Ilissos Basilica

Ilissos Basilica was the basilica built the east of the Olympieion. It is three-aisled with a transept, a narthex and an atrium. The martyrium of Hagios Leonidis, bishop of Athens, lies in the northern wall. It is a 4th century building anterior to the basilica, which is dated to the first half of the 5th century based on the floor mosaics.
Despite their fragmentary state of preservation the mosaics of Ilissos Basilica show decoration of exceptional quality.  The surface is decorated by bands of interlace which divide it up into individual sections, each of which contains one of a variety of decorative motifs, combining Roman and Christian traditions.  The former is represented by features such as: interlace in the form of chains ("guilloche"), stylized round flowers (rosettes), trailing ivy, motifs resembling fish scales and water birds.  Among the Christian motifs are vine scroll from which hang bunches of grapes and vine leaves (symbol of the Christian Paradise), wreaths of laurel leaves (a well-known symbol of victory from Roman times), small crosses and other geometrical and plant motifs.  The decorative elements are distinguished by their extensive range of colors and the charm of their execution.  The mosaic uses white, black, deep red, orange, grey, a pale violet, brown, yellow, pink, blue and green.  The drawing, especially of the vine, shows a light touch and great care has been paid to arranging the tesserae to follow the outlines.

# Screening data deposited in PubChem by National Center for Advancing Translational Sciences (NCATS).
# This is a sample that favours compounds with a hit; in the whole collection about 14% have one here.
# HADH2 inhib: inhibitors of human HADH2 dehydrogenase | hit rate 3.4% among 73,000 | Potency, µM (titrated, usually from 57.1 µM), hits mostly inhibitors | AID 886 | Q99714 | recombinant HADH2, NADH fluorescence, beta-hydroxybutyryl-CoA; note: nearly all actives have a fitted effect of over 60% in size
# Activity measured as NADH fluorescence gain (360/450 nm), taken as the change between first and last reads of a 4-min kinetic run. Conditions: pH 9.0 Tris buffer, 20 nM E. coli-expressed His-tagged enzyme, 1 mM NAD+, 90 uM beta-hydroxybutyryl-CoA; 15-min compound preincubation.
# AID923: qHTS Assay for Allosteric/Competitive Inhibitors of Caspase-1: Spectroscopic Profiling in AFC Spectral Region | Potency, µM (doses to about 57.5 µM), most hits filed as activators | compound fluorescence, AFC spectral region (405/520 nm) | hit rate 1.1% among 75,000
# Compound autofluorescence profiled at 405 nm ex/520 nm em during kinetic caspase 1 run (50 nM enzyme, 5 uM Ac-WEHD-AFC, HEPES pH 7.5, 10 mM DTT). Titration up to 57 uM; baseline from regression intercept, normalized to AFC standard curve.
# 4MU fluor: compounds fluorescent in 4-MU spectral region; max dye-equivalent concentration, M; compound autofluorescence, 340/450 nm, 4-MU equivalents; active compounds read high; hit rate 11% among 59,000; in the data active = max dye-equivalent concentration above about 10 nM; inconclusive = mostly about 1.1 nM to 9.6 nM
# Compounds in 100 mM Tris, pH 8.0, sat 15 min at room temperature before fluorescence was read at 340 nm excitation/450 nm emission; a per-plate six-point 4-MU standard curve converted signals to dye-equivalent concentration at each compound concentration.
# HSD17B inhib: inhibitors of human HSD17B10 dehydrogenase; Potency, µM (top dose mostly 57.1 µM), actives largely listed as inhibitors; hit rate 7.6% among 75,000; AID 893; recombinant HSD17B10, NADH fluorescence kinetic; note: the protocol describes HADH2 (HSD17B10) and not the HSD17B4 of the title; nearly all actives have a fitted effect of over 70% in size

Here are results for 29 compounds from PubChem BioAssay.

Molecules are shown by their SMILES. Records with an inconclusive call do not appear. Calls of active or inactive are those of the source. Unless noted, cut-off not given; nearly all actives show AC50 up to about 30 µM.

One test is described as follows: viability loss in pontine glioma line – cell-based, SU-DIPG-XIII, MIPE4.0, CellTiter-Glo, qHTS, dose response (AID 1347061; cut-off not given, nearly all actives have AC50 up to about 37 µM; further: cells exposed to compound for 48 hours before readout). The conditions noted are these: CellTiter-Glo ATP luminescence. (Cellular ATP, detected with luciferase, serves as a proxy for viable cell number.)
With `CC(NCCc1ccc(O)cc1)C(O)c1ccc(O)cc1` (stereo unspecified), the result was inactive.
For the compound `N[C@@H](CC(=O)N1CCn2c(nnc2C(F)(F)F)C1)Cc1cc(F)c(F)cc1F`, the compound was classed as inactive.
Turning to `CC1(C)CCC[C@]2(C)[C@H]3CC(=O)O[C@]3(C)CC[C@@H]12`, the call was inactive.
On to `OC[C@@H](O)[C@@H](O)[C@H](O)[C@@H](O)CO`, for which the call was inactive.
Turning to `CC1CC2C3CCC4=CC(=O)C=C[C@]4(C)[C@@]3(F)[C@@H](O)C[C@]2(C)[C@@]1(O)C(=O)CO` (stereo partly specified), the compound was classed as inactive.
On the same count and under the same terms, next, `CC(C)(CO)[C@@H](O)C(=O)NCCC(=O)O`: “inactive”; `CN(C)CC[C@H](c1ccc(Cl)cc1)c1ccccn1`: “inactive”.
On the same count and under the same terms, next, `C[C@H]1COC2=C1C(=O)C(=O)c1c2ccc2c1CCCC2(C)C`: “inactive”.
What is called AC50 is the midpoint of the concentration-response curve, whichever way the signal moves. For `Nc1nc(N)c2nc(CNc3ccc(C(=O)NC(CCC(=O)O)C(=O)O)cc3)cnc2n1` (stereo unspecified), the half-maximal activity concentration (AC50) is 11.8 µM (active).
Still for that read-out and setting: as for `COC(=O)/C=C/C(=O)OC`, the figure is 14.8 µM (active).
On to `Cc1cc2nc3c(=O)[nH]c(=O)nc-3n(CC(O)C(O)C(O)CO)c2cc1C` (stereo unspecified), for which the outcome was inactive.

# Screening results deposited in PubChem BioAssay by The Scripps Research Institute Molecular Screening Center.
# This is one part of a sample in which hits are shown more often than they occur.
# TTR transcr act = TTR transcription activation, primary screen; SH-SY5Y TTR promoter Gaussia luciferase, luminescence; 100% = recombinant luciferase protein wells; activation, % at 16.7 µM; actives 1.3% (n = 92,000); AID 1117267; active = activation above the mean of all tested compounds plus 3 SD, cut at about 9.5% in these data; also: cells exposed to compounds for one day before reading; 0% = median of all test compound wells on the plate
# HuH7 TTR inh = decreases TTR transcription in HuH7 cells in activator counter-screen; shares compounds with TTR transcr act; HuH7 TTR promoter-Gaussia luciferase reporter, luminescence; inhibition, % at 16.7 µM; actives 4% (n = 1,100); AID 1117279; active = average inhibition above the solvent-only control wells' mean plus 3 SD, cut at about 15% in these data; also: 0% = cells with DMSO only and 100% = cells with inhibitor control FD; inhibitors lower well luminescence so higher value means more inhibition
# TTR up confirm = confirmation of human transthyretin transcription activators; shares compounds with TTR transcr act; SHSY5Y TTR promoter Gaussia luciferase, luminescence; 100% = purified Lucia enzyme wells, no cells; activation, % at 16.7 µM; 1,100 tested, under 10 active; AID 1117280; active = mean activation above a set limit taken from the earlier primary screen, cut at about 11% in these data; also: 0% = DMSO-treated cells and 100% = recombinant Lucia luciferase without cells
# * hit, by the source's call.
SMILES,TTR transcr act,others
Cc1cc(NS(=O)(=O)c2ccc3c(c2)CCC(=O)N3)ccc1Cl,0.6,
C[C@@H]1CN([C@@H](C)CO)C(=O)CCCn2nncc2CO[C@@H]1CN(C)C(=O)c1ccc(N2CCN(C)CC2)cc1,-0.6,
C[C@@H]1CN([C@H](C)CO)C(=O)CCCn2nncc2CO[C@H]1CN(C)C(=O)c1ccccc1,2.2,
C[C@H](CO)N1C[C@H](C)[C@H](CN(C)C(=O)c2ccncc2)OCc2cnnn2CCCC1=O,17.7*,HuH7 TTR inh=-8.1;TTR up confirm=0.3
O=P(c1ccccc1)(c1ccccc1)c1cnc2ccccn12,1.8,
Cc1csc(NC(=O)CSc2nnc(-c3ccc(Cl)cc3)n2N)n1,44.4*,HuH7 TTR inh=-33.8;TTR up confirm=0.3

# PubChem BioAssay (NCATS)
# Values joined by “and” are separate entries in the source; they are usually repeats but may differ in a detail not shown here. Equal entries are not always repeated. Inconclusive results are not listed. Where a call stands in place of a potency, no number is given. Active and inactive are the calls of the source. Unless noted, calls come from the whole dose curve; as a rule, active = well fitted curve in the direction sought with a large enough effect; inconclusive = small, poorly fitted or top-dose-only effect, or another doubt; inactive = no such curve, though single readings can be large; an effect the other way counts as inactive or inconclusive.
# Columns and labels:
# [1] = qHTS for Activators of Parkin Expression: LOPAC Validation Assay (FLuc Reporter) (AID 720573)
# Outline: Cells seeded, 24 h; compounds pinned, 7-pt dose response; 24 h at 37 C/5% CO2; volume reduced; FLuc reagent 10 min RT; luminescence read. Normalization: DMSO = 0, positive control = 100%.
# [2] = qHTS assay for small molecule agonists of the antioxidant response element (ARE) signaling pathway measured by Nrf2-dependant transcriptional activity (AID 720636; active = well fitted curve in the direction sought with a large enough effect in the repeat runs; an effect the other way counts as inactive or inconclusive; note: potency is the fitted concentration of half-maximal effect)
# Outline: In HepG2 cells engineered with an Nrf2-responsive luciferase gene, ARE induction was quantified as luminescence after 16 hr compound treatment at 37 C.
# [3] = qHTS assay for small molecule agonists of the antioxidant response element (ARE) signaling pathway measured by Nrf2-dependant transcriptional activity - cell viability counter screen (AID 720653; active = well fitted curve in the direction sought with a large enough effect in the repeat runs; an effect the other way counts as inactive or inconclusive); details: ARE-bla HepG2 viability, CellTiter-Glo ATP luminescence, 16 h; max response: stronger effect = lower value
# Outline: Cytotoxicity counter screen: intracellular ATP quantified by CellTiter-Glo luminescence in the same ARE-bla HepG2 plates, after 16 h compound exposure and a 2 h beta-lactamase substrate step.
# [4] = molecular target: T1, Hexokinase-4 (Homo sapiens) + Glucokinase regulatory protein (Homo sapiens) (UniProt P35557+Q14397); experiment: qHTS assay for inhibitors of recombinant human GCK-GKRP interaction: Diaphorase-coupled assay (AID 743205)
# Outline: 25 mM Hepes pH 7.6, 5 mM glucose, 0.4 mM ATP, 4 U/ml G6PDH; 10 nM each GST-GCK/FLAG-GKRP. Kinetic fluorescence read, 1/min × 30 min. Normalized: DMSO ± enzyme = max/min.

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The Byzantine Legacy
Created by David Hendrix Copyright 2016